Allow me to discourse about my guilty pleasure for a few moments. It is the long-running HGTV "reality" series, House Hunters, in which home-buyers look for houses—generally, they look at three, as fitting their standards for budget, "must-haves," and general attractiveness. At the end of each episode, they buy one. In the 30 minutes of the show, you get a little insight into the business of home-buying and how totally dysfunctional human relationships can be, as well as a glimpse into the housing expectations across this fine nation. Favorite phrase from House Hunters: "This master bedroom is small" (as participant surveys football-field-sized bedroom). "I don't think we could fit our furniture in here." Also: "I was really hoping for 2 full baths and a half bath and a new kitchen and a finished basement." Also, when the male portion of a couple surveys their enormous walk-in closet to be: "This one's hers!" (Chortle, wink-wink); and when the female portion surveys it: "I think I can fit my shoes in here!" (Giggle, wink-wink).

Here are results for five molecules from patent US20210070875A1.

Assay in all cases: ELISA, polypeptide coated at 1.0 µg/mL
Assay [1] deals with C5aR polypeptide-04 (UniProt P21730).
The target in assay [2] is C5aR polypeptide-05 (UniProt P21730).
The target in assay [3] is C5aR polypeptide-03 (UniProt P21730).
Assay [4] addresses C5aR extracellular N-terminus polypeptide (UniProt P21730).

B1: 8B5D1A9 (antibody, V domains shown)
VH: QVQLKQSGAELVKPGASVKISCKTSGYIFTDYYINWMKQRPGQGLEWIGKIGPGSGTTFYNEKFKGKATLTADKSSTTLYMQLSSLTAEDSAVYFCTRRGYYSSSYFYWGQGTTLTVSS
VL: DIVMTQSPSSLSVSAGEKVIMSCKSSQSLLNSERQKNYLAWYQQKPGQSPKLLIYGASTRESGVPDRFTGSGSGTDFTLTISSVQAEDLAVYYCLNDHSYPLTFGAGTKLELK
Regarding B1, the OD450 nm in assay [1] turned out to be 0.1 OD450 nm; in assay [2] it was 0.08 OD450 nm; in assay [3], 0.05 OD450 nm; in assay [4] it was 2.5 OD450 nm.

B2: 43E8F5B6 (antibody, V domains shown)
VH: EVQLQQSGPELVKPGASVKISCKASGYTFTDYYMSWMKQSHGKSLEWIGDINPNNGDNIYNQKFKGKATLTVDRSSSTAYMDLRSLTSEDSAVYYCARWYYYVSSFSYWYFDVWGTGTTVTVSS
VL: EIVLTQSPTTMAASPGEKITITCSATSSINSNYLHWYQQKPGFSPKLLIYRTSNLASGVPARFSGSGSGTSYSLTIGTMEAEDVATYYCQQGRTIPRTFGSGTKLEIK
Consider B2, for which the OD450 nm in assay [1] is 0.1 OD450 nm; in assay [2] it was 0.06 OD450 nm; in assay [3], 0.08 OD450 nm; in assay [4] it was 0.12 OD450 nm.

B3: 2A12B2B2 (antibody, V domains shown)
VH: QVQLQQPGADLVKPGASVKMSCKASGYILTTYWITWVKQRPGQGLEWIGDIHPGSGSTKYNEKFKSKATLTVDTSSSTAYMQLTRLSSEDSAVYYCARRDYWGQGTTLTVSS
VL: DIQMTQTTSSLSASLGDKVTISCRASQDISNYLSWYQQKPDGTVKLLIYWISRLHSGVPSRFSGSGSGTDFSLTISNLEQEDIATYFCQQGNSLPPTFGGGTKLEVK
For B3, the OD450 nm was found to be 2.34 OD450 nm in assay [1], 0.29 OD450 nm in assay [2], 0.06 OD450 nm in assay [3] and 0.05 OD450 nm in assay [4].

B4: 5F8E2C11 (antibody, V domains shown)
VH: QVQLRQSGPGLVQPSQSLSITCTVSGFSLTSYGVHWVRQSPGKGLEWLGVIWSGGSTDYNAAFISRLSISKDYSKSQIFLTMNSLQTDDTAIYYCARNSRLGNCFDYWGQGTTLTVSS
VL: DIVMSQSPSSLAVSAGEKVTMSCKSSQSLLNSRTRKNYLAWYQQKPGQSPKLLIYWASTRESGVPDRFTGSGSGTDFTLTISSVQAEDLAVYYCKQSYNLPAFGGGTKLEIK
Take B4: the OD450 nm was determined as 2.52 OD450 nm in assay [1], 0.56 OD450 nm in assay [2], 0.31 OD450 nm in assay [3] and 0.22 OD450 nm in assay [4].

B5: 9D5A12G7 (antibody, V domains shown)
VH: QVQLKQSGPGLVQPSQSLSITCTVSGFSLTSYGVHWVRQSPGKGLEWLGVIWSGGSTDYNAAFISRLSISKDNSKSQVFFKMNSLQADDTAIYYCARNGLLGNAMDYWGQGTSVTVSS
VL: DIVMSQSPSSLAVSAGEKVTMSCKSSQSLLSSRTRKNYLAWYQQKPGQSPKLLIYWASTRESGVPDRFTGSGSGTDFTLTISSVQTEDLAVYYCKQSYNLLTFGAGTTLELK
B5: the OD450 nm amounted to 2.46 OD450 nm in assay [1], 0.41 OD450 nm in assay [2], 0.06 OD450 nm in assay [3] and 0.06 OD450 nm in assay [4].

Back in the early days of the show, affable narrator and hostess Suzanne Whang (pictured above) would walk around with wannabe home-buyers, checking out which of the housing options were right for them. In the VERY early days there would be some fun Housing 101-type tutorials, sit-downs with the buyers and their realtors and banks, the sort of thing you'd imagine you'd see if you had, perhaps, only recently moved to the U.S. from a far-away land and were trying to immerse yourself in American culture so had borrowed an instructional video about buying a home to help you out. The people in those episodes were not naturals, and often the dialogue was stilted, but it was enjoyable because of the amateur quality. Quickly, producers realized that audiences were more savvy, however, and that dorky documentary stuff from real life got ditched for better bells and whistles. This is what happens when shows get popular. They get more produced.